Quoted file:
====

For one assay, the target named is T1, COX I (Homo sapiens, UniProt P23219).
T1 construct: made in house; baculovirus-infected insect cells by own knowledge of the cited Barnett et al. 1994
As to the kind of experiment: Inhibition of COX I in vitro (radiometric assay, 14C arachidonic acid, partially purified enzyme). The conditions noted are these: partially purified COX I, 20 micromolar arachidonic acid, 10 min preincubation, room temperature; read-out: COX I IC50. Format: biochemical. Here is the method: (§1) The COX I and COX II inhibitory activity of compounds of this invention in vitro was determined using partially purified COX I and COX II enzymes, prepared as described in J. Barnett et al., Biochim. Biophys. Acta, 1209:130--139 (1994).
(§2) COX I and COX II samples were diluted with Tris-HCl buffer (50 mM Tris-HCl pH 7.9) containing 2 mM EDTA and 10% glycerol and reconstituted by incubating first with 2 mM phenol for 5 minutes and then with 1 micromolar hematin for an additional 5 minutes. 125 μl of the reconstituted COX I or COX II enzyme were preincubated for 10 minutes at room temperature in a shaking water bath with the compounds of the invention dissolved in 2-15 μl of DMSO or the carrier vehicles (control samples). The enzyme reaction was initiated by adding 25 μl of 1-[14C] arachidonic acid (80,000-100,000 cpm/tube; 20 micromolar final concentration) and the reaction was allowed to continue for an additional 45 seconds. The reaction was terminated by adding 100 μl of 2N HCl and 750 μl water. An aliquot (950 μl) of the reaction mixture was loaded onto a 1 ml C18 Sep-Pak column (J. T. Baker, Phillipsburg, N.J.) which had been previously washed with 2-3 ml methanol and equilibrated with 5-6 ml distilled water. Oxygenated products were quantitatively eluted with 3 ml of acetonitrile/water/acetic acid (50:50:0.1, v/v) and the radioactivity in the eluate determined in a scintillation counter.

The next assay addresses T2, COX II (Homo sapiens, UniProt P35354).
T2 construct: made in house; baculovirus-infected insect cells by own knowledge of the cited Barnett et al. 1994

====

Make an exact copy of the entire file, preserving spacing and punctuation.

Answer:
For one assay, the target named is T1, COX I (Homo sapiens, UniProt P23219).
T1 construct: made in house; baculovirus-infected insect cells by own knowledge of the cited Barnett et al. 1994
As to the kind of experiment: Inhibition of COX I in vitro (radiometric assay, 14C arachidonic acid, partially purified enzyme). The conditions noted are these: partially purified COX I, 20 micromolar arachidonic acid, 10 min preincubation, room temperature; read-out: COX I IC50. Format: biochemical. Here is the method: (§1) The COX I and COX II inhibitory activity of compounds of this invention in vitro was determined using partially purified COX I and COX II enzymes, prepared as described in J. Barnett et al., Biochim. Biophys. Acta, 1209:130--139 (1994).
(§2) COX I and COX II samples were diluted with Tris-HCl buffer (50 mM Tris-HCl pH 7.9) containing 2 mM EDTA and 10% glycerol and reconstituted by incubating first with 2 mM phenol for 5 minutes and then with 1 micromolar hematin for an additional 5 minutes. 125 μl of the reconstituted COX I or COX II enzyme were preincubated for 10 minutes at room temperature in a shaking water bath with the compounds of the invention dissolved in 2-15 μl of DMSO or the carrier vehicles (control samples). The enzyme reaction was initiated by adding 25 μl of 1-[14C] arachidonic acid (80,000-100,000 cpm/tube; 20 micromolar final concentration) and the reaction was allowed to continue for an additional 45 seconds. The reaction was terminated by adding 100 μl of 2N HCl and 750 μl water. An aliquot (950 μl) of the reaction mixture was loaded onto a 1 ml C18 Sep-Pak column (J. T. Baker, Phillipsburg, N.J.) which had been previously washed with 2-3 ml methanol and equilibrated with 5-6 ml distilled water. Oxygenated products were quantitatively eluted with 3 ml of acetonitrile/water/acetic acid (50:50:0.1, v/v) and the radioactivity in the eluate determined in a scintillation counter.

The next assay addresses T2, COX II (Homo sapiens, UniProt P35354).
T2 construct: made in house; baculovirus-infected insect cells by own knowledge of the cited Barnett et al. 1994